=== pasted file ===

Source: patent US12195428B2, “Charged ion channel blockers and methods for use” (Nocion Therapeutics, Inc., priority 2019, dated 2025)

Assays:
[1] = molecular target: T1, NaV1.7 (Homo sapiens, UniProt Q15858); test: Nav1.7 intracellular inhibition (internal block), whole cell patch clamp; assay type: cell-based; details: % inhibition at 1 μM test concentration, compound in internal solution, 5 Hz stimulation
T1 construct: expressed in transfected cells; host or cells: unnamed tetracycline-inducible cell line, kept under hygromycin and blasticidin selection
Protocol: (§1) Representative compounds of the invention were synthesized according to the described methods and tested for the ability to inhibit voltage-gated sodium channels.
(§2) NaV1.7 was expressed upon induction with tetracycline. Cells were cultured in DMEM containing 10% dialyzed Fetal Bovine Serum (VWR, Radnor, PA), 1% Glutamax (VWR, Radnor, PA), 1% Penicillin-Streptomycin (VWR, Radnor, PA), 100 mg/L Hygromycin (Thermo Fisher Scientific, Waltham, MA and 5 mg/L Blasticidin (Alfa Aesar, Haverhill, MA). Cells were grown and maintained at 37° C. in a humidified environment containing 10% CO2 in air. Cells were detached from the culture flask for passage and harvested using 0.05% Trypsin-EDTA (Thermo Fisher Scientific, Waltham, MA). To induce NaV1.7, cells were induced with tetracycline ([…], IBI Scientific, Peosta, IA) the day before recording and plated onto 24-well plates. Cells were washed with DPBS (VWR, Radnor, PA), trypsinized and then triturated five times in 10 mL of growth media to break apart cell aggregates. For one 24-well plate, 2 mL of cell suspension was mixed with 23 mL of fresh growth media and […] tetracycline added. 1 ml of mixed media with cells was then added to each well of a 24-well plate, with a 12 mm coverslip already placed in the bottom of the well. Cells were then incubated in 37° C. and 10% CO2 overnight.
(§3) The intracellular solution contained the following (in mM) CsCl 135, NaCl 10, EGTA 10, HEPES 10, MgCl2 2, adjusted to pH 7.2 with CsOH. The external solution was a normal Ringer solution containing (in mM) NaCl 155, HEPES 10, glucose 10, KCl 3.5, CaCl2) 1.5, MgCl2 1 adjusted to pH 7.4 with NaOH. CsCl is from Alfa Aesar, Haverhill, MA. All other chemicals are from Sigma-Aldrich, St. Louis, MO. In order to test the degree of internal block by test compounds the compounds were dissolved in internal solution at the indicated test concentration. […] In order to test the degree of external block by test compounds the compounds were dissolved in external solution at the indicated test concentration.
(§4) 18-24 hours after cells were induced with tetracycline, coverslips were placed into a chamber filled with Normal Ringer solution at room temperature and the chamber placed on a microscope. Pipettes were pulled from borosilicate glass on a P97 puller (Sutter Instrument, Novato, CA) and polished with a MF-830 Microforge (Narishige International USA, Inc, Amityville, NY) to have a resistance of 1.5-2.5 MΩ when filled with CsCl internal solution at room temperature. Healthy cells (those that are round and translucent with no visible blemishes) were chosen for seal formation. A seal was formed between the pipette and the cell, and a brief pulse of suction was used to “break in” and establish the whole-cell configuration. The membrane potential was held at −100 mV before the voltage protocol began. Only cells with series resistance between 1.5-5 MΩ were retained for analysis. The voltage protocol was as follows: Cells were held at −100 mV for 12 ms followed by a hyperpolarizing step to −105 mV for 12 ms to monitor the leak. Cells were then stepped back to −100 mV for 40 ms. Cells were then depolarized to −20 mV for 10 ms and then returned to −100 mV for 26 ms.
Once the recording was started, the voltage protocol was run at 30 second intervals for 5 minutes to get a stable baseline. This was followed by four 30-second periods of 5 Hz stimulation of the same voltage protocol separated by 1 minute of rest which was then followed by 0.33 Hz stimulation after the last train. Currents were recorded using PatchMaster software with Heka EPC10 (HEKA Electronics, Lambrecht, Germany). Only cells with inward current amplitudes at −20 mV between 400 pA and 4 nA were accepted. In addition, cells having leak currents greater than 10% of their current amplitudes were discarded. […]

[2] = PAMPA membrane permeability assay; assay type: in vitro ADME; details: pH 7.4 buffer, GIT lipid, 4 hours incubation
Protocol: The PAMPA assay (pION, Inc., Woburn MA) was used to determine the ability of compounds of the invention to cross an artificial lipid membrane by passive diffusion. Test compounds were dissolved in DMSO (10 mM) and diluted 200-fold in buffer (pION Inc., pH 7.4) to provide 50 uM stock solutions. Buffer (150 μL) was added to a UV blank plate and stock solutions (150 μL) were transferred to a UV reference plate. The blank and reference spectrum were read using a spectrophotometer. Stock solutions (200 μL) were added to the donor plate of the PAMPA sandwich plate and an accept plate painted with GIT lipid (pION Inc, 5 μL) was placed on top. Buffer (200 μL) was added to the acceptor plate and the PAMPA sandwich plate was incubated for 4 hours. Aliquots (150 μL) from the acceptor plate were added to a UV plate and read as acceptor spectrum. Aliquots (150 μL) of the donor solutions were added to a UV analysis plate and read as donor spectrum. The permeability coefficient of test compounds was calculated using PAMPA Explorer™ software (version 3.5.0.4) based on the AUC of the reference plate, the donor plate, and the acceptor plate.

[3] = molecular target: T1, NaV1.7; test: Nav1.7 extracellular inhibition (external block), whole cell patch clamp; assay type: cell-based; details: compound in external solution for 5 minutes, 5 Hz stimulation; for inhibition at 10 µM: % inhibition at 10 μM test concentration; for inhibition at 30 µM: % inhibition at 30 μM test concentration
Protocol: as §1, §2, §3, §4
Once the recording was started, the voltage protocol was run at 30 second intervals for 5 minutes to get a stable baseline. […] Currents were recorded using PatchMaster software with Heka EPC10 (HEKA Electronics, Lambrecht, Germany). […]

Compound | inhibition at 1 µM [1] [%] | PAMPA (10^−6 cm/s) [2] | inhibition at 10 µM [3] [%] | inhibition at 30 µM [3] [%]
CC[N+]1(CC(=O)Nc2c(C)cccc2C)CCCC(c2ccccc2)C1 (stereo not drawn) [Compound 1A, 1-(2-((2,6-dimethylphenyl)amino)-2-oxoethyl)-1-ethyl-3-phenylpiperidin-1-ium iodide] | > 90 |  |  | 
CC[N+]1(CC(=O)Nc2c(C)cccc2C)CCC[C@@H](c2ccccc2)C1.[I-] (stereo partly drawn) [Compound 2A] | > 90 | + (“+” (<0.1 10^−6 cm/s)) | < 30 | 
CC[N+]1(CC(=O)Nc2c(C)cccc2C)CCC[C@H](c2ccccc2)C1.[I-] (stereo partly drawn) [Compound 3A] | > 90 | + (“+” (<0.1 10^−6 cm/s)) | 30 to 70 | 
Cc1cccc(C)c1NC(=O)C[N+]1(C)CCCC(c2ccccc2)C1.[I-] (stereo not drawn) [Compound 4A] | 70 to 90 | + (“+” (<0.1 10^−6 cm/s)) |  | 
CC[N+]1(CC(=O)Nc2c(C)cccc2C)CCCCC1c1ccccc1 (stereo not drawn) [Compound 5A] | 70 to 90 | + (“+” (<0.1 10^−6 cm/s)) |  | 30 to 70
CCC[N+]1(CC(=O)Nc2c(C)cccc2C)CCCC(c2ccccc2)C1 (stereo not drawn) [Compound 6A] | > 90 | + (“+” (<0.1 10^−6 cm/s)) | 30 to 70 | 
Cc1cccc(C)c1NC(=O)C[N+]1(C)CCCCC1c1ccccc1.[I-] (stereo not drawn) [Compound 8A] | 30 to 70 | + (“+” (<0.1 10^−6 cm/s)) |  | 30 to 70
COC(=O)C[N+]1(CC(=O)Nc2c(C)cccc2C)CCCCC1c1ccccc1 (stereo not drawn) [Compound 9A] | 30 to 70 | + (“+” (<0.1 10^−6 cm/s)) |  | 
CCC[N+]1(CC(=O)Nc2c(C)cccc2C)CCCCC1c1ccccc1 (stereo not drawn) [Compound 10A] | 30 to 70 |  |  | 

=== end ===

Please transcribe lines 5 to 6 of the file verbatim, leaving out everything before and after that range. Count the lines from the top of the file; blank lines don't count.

Protocol: (§1) Representative compounds of the invention were synthesized according to the described methods and tested for the ability to inhibit voltage-gated sodium channels.
(§2) NaV1.7 was expressed upon induction with tetracycline. Cells were cultured in DMEM containing 10% dialyzed Fetal Bovine Serum (VWR, Radnor, PA), 1% Glutamax (VWR, Radnor, PA), 1% Penicillin-Streptomycin (VWR, Radnor, PA), 100 mg/L Hygromycin (Thermo Fisher Scientific, Waltham, MA and 5 mg/L Blasticidin (Alfa Aesar, Haverhill, MA). Cells were grown and maintained at 37° C. in a humidified environment containing 10% CO2 in air. Cells were detached from the culture flask for passage and harvested using 0.05% Trypsin-EDTA (Thermo Fisher Scientific, Waltham, MA). To induce NaV1.7, cells were induced with tetracycline ([…], IBI Scientific, Peosta, IA) the day before recording and plated onto 24-well plates. Cells were washed with DPBS (VWR, Radnor, PA), trypsinized and then triturated five times in 10 mL of growth media to break apart cell aggregates. For one 24-well plate, 2 mL of cell suspension was mixed with 23 mL of fresh growth media and […] tetracycline added. 1 ml of mixed media with cells was then added to each well of a 24-well plate, with a 12 mm coverslip already placed in the bottom of the well. Cells were then incubated in 37° C. and 10% CO2 overnight.